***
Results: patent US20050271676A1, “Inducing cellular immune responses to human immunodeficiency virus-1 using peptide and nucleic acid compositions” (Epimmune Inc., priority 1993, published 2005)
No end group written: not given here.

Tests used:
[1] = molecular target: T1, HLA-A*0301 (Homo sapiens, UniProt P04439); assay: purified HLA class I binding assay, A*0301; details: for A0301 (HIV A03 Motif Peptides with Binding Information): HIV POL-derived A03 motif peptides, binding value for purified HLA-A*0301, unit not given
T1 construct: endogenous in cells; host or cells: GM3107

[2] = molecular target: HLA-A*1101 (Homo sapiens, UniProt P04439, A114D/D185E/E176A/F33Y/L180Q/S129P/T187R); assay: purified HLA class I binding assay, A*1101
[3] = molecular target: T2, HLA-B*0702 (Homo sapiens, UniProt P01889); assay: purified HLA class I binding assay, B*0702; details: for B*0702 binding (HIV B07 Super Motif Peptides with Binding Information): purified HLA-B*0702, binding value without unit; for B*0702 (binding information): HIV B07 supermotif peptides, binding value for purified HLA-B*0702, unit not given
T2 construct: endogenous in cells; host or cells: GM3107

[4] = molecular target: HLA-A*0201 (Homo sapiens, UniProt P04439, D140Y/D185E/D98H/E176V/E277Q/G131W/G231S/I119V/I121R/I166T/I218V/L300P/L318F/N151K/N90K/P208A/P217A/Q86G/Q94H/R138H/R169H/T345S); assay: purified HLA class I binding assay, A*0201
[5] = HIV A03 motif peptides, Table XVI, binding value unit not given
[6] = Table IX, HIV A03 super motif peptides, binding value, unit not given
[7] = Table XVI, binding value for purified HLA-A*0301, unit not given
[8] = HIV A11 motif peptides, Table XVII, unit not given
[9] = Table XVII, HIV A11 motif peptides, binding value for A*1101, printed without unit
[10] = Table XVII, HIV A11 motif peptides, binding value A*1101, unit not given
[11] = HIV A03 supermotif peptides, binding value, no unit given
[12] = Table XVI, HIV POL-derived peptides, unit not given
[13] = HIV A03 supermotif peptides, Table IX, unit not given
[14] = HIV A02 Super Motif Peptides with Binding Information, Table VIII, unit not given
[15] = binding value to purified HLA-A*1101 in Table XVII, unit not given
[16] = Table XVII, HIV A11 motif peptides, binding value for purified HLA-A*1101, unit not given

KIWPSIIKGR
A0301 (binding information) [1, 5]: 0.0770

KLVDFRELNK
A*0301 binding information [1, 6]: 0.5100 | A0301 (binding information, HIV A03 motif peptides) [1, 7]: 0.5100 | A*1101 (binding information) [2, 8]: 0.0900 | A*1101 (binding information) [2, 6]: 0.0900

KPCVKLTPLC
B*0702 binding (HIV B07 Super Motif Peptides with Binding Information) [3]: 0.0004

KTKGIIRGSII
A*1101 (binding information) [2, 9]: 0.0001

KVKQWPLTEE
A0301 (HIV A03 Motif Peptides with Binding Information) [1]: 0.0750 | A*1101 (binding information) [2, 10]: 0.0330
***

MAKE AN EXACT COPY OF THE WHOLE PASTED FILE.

Results: patent US20050271676A1, “Inducing cellular immune responses to human immunodeficiency virus-1 using peptide and nucleic acid compositions” (Epimmune Inc., priority 1993, published 2005)
No end group written: not given here.

Tests used:
[1] = molecular target: T1, HLA-A*0301 (Homo sapiens, UniProt P04439); assay: purified HLA class I binding assay, A*0301; details: for A0301 (HIV A03 Motif Peptides with Binding Information): HIV POL-derived A03 motif peptides, binding value for purified HLA-A*0301, unit not given
T1 construct: endogenous in cells; host or cells: GM3107

[2] = molecular target: HLA-A*1101 (Homo sapiens, UniProt P04439, A114D/D185E/E176A/F33Y/L180Q/S129P/T187R); assay: purified HLA class I binding assay, A*1101
[3] = molecular target: T2, HLA-B*0702 (Homo sapiens, UniProt P01889); assay: purified HLA class I binding assay, B*0702; details: for B*0702 binding (HIV B07 Super Motif Peptides with Binding Information): purified HLA-B*0702, binding value without unit; for B*0702 (binding information): HIV B07 supermotif peptides, binding value for purified HLA-B*0702, unit not given
T2 construct: endogenous in cells; host or cells: GM3107

[4] = molecular target: HLA-A*0201 (Homo sapiens, UniProt P04439, D140Y/D185E/D98H/E176V/E277Q/G131W/G231S/I119V/I121R/I166T/I218V/L300P/L318F/N151K/N90K/P208A/P217A/Q86G/Q94H/R138H/R169H/T345S); assay: purified HLA class I binding assay, A*0201
[5] = HIV A03 motif peptides, Table XVI, binding value unit not given
[6] = Table IX, HIV A03 super motif peptides, binding value, unit not given
[7] = Table XVI, binding value for purified HLA-A*0301, unit not given
[8] = HIV A11 motif peptides, Table XVII, unit not given
[9] = Table XVII, HIV A11 motif peptides, binding value for A*1101, printed without unit
[10] = Table XVII, HIV A11 motif peptides, binding value A*1101, unit not given
[11] = HIV A03 supermotif peptides, binding value, no unit given
[12] = Table XVI, HIV POL-derived peptides, unit not given
[13] = HIV A03 supermotif peptides, Table IX, unit not given
[14] = HIV A02 Super Motif Peptides with Binding Information, Table VIII, unit not given
[15] = binding value to purified HLA-A*1101 in Table XVII, unit not given
[16] = Table XVII, HIV A11 motif peptides, binding value for purified HLA-A*1101, unit not given

KIWPSIIKGR
A0301 (binding information) [1, 5]: 0.0770

KLVDFRELNK
A*0301 binding information [1, 6]: 0.5100 | A0301 (binding information, HIV A03 motif peptides) [1, 7]: 0.5100 | A*1101 (binding information) [2, 8]: 0.0900 | A*1101 (binding information) [2, 6]: 0.0900

KPCVKLTPLC
B*0702 binding (HIV B07 Super Motif Peptides with Binding Information) [3]: 0.0004

KTKGIIRGSII
A*1101 (binding information) [2, 9]: 0.0001

KVKQWPLTEE
A0301 (HIV A03 Motif Peptides with Binding Information) [1]: 0.0750 | A*1101 (binding information) [2, 10]: 0.0330